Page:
PLYMOUTH, Mich. – On the penultimate day of the World Junior Summer Showcase, the Buffalo Sabres prospects rested.
It was sheer coincidence that all four players drafted by the Sabres were sitting out Friday's games at USA Hockey Arena.
Casey Mittelstadt, the Sabres first-round choice this past June, was a healthy scratch for the U.S. Cliff Pu, a third-round pick in 2016, sat out for Canada while Marcus Davidsson, picked in the second round in June, was scratched for Sweden. Meanwhile goaltender Ukko-Pekka Luukkonen played the backup role for Finland.
Read nothing into the scratches. The showcase is an opportunity for coaches to evaluate talent and get a feel for guys in different roles as teams prepare to create their rosters for December's IIHF Men's World Junior Championships in Buffalo.
For the U.S., it was a strong first and third period which helped them rally from a two-goal deficit for a 4-3 win over Finland. Adam Fox, a third-round pick by Calgary in 2016, scored twice for the United States while David Farrance (Nashville) had an end-to-end rush for the game-winner in a 4-3 win over Finland.
Fox opened the scoring 3:16 into the game to give the Americans a 1-0 lead.
But the second period was all Finland, which held a 15-6 advantage in shots. It started when the U.S. was on a power play when they were going to be called for a tripping penalty. But Finland had possession, and kept possession for quite some time. A shot from Robin Salo (New York Islanders) went off the glove of American goalie Jake Oettinger (Dallas) 4:28 into the period to tie the game.
Otto Koivula (New York Islanders) and Janne Kuokkanen (Carolina) scored as Finland built a 3-1 lead.
With 1:03 left in the second Fox picked the upper corner of the net to get the U.S. back on track.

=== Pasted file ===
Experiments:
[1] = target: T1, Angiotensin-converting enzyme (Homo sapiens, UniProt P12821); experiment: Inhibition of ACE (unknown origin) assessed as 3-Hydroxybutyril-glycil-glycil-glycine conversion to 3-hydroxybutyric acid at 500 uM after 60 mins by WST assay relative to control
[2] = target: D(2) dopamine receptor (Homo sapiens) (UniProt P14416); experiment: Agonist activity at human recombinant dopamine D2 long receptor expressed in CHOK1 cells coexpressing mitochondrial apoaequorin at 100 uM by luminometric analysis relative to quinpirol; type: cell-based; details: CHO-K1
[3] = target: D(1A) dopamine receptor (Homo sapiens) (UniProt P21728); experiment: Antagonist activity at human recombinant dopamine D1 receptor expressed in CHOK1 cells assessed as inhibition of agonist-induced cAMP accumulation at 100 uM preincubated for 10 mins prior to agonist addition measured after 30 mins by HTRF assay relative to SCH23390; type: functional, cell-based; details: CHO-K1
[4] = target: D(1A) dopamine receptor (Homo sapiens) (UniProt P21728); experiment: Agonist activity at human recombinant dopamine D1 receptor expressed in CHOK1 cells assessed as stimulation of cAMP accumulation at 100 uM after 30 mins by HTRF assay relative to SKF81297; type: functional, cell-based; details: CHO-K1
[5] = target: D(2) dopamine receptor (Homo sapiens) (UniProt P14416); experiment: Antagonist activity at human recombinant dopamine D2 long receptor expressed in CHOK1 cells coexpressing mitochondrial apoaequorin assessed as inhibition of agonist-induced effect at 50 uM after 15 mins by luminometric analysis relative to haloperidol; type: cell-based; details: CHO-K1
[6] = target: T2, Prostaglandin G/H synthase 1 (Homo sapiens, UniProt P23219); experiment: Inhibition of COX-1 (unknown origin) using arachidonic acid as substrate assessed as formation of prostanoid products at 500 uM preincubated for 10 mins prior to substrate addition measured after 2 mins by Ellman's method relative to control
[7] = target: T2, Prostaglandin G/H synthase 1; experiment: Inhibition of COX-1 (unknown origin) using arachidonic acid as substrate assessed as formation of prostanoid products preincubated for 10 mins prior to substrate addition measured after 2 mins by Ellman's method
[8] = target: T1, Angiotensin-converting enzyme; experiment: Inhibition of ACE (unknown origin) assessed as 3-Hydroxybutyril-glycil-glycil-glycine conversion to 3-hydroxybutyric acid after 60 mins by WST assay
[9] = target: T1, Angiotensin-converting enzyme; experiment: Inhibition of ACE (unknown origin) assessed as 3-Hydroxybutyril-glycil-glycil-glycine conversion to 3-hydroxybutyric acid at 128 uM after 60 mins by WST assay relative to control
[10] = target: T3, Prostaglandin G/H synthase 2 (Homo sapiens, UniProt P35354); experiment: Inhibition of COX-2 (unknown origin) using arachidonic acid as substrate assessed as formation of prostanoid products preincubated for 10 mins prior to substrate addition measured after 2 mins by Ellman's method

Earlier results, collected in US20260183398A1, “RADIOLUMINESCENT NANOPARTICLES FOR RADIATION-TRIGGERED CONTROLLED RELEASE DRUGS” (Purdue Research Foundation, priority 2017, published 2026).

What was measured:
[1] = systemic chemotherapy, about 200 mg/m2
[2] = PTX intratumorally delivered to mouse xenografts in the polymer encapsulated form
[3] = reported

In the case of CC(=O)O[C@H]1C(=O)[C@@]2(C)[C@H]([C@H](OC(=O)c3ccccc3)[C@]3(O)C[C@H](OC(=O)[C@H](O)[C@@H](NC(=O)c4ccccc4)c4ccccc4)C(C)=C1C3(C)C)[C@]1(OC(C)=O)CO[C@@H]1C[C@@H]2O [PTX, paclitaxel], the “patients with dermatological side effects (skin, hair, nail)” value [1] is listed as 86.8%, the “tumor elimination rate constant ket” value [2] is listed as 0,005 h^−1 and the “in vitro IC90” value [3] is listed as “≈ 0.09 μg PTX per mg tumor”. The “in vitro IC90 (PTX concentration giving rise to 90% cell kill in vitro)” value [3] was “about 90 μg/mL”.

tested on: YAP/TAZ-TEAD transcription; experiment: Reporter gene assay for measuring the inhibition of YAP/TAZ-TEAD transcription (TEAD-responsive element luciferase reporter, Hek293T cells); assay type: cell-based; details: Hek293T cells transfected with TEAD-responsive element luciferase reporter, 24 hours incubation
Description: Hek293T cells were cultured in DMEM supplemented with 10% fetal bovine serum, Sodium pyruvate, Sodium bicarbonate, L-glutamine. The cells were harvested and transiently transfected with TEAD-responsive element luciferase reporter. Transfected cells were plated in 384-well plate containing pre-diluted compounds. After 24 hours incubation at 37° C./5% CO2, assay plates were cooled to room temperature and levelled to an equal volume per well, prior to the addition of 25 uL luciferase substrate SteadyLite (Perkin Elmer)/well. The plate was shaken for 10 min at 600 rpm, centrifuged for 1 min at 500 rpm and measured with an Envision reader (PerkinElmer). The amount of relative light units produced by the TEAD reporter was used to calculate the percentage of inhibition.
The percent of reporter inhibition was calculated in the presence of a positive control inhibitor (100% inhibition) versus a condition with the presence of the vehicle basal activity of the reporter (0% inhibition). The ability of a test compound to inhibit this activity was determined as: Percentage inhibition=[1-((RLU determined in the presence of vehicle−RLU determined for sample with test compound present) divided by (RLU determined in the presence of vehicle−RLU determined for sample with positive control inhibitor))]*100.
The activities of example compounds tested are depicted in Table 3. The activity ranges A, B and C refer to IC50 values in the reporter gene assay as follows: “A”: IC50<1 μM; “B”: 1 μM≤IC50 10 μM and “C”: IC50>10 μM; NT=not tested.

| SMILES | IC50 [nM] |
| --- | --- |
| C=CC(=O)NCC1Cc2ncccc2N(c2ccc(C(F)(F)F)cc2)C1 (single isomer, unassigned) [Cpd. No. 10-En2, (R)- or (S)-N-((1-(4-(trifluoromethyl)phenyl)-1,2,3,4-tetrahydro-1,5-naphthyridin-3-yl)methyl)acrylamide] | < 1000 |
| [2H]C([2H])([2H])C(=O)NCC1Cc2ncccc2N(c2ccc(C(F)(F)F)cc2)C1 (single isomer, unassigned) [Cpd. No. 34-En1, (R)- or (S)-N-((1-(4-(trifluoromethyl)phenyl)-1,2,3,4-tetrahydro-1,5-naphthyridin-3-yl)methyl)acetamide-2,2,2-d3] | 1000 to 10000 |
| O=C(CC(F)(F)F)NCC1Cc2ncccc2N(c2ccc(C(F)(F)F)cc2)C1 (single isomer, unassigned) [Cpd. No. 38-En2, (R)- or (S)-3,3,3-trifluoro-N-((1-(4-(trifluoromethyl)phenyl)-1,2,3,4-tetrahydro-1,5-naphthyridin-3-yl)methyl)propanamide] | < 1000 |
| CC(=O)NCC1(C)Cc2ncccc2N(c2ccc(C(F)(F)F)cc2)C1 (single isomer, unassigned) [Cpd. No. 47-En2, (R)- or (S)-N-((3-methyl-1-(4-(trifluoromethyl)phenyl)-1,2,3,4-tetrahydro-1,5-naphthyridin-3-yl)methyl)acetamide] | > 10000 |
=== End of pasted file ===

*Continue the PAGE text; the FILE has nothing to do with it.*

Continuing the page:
The U.S. tied the game in the third when Riley Tufte (Dallas) put in a pass from Patrick Harper (Nashville) with 9:34 remaining. An end-to-end rush by Farrance completed the comeback as he tucked in a power-play goal with 6:10 left in regulation to give the U.S. the win.
"The first period, I really liked," U.S. coach Bob Motzko said. "We had good energy. We were winning puck battles down low. We had continuity with our lines. We were talking on the bench. Everything was going.
"Somehow we got unplugged in the second period. ... Then in the third period we had a push again. Played hard. Made a play. They battled back and found a way to win. And it's not an excuse but you do chalk some of it up to summer hockey. Because we're not coaching mistakes. We're not coaching any systems. There's things you know that will be easily corrected. It's an evaluation camp.
Canada 7, Sweden 4
After falling behind, 1-0, and giving up a two-goal lead, Canada had a strong third period to defeat Sweden, 7-4.
"I think for a summer game it was a really good game," Canadian coach Dominique Ducharme said. "The pace of the game for 60 minutes was really high, the intensity. I thought we were executing much better. We can see the guys are slowly getting their feelings. We were pretty happy. Obviously it was not perfect but I like the engagement of our team. I like the way we played."
The first period ended 1-1. Sweden took the lead with a goal from Timothy Liljegren (Toronto) while Canada tied the game on a goal from Sam Steel (Anaheim).
Canada took a 3-1 lead early in the second period with Jordan Kyrou (St. Louis) scoring on the power play and Jonathan Ang (Florida) adding a tally less than two minutes later.
But Sweden came back. Lias Andersson (New York Rangers) scored on the power play and Axel Jonsson Fjallby (Washington) tied the game at 12:06.
The back-and-forth affair continued in the third. Sweden took a 4-3 lead just two minutes into the period when Fredrick Karlstrom (Dallas) scored. Canada again tied the game at 4:43 on a goal from Cal Makar (Colorado).
The second tally of the game for Kyrou, scored on a 5-on-3 power play, proved to be the game-winner for Canada.
Logan Stanley (Winnipeg) added a goal for Canada at 14:23 while Matthew Phillips (Calgary) scored an empty-netter with 5.3 seconds left to secure the win.